<div style="background-color: #ffffff; padding: 10px 5px 10px 10px; border: 0px 0px 0px 0px; border-style: solid; border-color: #ffffff; border-radius: 0px; margin: 20px 0px 30px 0px; width: 700px; height: 110px;"><hr />
<p style="text-align: left;"><strong><img class="alignleft wp-image-8151 size-full" src="http://andrewhallam.com/wp-content/uploads/2014/09/bookatelogosm.jpg" alt="bookatelogosm" width="90" height="82" /><span style="font-size: 20px;">Best Hotel Price - Guaranteed</span></strong></p>
<p>Bookatel instantly checks the booking prices of all the top travel deal websites on the internet including Expedia, Hotels.com. Check 100s of prices from just one site.</p>
<p style="text-align: center;"><span style="text-decoration: underline;"><span style="font-size: 16px;"><strong><a href="http://andrewhallam.com/p/bookatelt1">Save $$$$ on Hotel Room Prices</a></strong></span></span></p>
Smoothly picking up speed, I glided down the running track earlier today, approaching a pace that I figured was equivalent to a 6 minute mile.
That was the goal: to run a 6 minute mile.
After one lap, I doubled over, heaving from the effort. And as strange as it sounds, I think that one 90 second lap cracked one of my ribs.
Four laps = 1 mile.
One lap = a cracked rib + pain = a bad attitude.
So my MG factor is running near the top of its spectrum. What’s an MG factor? It’s my scientific term for “Moaning and Groaning”. I ache—and I’m not happy about it.
What I’m going to say next might be pretty controversial. But I’m going to say it anyway:
People are born with an internal MG factor, and there’s not much they can do about that. To summarize what psychologist Daniel Goleman suggests, we’re hard-wired to a degree of moaning and groaning—or a lack of it. For some people, their MG factor puts them in the old Winnie-the Poo- “Eeyore” state most of the time. No matter what’s going on in their lives, they complain. They’re as much fun as an infected ingrown hair.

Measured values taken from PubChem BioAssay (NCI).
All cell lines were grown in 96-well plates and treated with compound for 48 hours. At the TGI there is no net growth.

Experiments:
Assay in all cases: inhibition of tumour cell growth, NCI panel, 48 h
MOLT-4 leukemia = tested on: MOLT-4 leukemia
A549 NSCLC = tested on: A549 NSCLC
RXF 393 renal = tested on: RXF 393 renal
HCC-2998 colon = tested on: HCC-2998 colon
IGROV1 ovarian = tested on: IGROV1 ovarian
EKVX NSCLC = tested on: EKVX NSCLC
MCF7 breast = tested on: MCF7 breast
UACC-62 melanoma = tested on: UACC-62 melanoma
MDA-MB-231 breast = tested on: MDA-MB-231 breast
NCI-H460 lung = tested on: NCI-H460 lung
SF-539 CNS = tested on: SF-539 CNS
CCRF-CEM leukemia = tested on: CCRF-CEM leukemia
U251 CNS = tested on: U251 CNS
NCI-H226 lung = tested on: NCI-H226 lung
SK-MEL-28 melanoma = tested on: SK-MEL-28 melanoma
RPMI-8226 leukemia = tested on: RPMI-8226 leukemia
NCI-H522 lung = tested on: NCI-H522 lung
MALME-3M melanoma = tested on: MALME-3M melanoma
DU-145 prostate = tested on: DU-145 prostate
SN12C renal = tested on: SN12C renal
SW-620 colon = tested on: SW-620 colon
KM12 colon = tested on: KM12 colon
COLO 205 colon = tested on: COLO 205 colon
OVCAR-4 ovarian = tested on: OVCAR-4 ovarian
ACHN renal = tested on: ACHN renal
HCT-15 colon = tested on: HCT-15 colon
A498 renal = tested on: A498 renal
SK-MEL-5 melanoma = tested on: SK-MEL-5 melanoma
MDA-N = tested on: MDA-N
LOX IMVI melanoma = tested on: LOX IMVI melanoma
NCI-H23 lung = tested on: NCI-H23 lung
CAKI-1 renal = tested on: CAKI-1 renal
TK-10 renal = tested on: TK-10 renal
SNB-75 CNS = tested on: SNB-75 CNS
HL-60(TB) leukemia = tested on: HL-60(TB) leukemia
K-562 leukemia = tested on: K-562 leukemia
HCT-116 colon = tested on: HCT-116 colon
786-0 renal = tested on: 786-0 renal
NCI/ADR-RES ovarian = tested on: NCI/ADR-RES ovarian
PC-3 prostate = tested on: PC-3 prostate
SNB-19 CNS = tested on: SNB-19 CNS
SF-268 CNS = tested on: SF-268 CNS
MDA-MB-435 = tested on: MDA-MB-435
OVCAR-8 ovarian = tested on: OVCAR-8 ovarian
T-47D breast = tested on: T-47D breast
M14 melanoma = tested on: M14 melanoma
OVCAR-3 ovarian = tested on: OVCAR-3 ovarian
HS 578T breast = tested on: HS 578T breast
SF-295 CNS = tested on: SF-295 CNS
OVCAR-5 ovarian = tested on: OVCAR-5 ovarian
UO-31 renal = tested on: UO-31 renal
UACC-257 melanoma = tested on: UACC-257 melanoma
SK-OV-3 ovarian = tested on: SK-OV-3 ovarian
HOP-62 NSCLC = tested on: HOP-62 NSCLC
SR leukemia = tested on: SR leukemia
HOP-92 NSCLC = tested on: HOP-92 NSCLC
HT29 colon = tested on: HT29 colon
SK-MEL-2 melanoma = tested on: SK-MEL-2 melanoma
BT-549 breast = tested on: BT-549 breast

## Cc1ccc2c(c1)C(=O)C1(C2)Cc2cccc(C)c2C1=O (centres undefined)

Based on what I recall of Goleman’s book Social Intelligence, each individual has their own range of happiness. Imagine a factor of 100 being ecstasy, and a score of 50 or below representing depression.
Goleman suggests that people are going to operate within the same range no matter what happens to them. Say you average a level of 75 on this fictional scale of mine.
Lose your legs in an automobile accident and, according to Goleman, within about a year, (after the initial emotional devastation) you’ll find yourself averaging close to 75 on the same scale.
Win the lottery instead, and after a year, you’ll find yourself operating at the 75 point level—just as you were before.
I remember when I first cracked $10,000 with my investment portfolio. It was a goal of mine, and doing it felt pretty good. But after a month or so, I was as satisfied with $10,000 as I had previously been with $8000.
Then I cracked six figures, and it was the same thing.
Seven figures? Done.
There’s no more day to day satisfaction derived from having more than a million dollars.
I’m living within the same range of “happiness” that I was operating in 5, 10, 15, 20 years ago.
And I’m lucky. I think my “happiness range” is higher than most people’s, so I can thank my “wiring”.
This week, at work, the topic of conversation on everyone’s lips pertained to a certain “roll-back” of financial benefits. Really smart people were complaining about it, and I’m sure their moaning and groaning lessened the quality of their workweek.
But here’s the thing. If those same people weren’t moaning and groaning about the financial roll-back, they’d be moaning and groaning about something else. That’s just the way we’re wired.
It’s the rare person who can value what’s important, what isn’t important, and count the blessings of the things they have, rather than dwelling on the things they don’t have.
If you’re able to put things in perspective, perhaps you’re high on Goleman’s social intelligence scale.
I hope to join you—as soon as I stop bitching about this cracked rib.